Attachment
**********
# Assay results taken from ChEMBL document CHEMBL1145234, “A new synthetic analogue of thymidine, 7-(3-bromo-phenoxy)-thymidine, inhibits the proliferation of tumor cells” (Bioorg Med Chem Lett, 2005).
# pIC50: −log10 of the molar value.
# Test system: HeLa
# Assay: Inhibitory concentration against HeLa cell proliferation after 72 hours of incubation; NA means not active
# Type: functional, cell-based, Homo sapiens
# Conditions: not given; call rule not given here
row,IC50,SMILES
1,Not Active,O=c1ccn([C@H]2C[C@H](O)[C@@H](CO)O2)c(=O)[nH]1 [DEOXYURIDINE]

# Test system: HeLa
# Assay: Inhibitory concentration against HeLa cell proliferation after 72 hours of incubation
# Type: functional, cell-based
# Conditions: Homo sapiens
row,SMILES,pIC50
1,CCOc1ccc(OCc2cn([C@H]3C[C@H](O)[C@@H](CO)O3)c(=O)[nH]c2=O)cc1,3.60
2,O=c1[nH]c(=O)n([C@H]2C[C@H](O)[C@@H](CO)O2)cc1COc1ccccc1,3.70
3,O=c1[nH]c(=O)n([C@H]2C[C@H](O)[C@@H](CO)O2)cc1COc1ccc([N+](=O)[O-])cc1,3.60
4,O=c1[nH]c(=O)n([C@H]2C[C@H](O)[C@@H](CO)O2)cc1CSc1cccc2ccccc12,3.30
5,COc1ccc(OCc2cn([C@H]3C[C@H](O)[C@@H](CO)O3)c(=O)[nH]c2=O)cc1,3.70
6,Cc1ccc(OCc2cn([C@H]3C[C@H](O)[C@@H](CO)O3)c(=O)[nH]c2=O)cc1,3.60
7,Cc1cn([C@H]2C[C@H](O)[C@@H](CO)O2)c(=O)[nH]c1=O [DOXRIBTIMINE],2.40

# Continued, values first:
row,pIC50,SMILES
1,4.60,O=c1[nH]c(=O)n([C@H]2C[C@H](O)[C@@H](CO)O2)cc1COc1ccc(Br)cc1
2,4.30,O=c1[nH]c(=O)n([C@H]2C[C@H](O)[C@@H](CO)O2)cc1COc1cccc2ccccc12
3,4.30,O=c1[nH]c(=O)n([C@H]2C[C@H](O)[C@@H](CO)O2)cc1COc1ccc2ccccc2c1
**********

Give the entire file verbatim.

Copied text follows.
# Assay results taken from ChEMBL document CHEMBL1145234, “A new synthetic analogue of thymidine, 7-(3-bromo-phenoxy)-thymidine, inhibits the proliferation of tumor cells” (Bioorg Med Chem Lett, 2005).
# pIC50: −log10 of the molar value.
# Test system: HeLa
# Assay: Inhibitory concentration against HeLa cell proliferation after 72 hours of incubation; NA means not active
# Type: functional, cell-based, Homo sapiens
# Conditions: not given; call rule not given here
row,IC50,SMILES
1,Not Active,O=c1ccn([C@H]2C[C@H](O)[C@@H](CO)O2)c(=O)[nH]1 [DEOXYURIDINE]

# Test system: HeLa
# Assay: Inhibitory concentration against HeLa cell proliferation after 72 hours of incubation
# Type: functional, cell-based
# Conditions: Homo sapiens
row,SMILES,pIC50
1,CCOc1ccc(OCc2cn([C@H]3C[C@H](O)[C@@H](CO)O3)c(=O)[nH]c2=O)cc1,3.60
2,O=c1[nH]c(=O)n([C@H]2C[C@H](O)[C@@H](CO)O2)cc1COc1ccccc1,3.70
3,O=c1[nH]c(=O)n([C@H]2C[C@H](O)[C@@H](CO)O2)cc1COc1ccc([N+](=O)[O-])cc1,3.60
4,O=c1[nH]c(=O)n([C@H]2C[C@H](O)[C@@H](CO)O2)cc1CSc1cccc2ccccc12,3.30
5,COc1ccc(OCc2cn([C@H]3C[C@H](O)[C@@H](CO)O3)c(=O)[nH]c2=O)cc1,3.70
6,Cc1ccc(OCc2cn([C@H]3C[C@H](O)[C@@H](CO)O3)c(=O)[nH]c2=O)cc1,3.60
7,Cc1cn([C@H]2C[C@H](O)[C@@H](CO)O2)c(=O)[nH]c1=O [DOXRIBTIMINE],2.40

# Continued, values first:
row,pIC50,SMILES
1,4.60,O=c1[nH]c(=O)n([C@H]2C[C@H](O)[C@@H](CO)O2)cc1COc1ccc(Br)cc1
2,4.30,O=c1[nH]c(=O)n([C@H]2C[C@H](O)[C@@H](CO)O2)cc1COc1cccc2ccccc12
3,4.30,O=c1[nH]c(=O)n([C@H]2C[C@H](O)[C@@H](CO)O2)cc1COc1ccc2ccccc2c1